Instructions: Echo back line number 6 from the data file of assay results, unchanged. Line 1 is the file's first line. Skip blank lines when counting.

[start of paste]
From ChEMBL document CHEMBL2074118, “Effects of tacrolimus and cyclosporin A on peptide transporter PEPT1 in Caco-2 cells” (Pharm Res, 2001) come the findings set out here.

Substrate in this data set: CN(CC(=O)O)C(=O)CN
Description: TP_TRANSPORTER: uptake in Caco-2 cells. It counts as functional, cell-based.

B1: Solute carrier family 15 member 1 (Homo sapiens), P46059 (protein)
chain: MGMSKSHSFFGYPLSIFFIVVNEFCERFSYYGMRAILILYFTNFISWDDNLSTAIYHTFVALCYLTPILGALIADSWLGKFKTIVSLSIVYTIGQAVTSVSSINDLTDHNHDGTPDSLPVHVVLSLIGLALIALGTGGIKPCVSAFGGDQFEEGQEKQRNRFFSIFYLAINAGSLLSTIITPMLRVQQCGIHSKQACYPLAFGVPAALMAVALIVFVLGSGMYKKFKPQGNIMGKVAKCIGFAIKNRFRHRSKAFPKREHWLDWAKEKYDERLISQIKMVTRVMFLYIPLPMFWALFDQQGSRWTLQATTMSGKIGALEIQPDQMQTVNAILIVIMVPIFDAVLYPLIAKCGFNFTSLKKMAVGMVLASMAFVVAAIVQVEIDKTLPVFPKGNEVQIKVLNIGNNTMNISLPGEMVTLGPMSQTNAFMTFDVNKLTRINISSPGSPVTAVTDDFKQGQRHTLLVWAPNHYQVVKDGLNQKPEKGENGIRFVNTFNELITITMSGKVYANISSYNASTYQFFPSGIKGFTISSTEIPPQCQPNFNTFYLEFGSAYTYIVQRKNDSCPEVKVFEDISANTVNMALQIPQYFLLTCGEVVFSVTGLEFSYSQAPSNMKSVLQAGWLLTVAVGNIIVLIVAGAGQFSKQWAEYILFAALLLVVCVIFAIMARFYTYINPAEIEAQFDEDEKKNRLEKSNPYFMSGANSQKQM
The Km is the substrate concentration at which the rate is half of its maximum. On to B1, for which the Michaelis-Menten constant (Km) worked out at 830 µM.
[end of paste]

The Km is the substrate concentration at which the rate is half of its maximum. On to B1, for which the Michaelis-Menten constant (Km) worked out at 830 µM.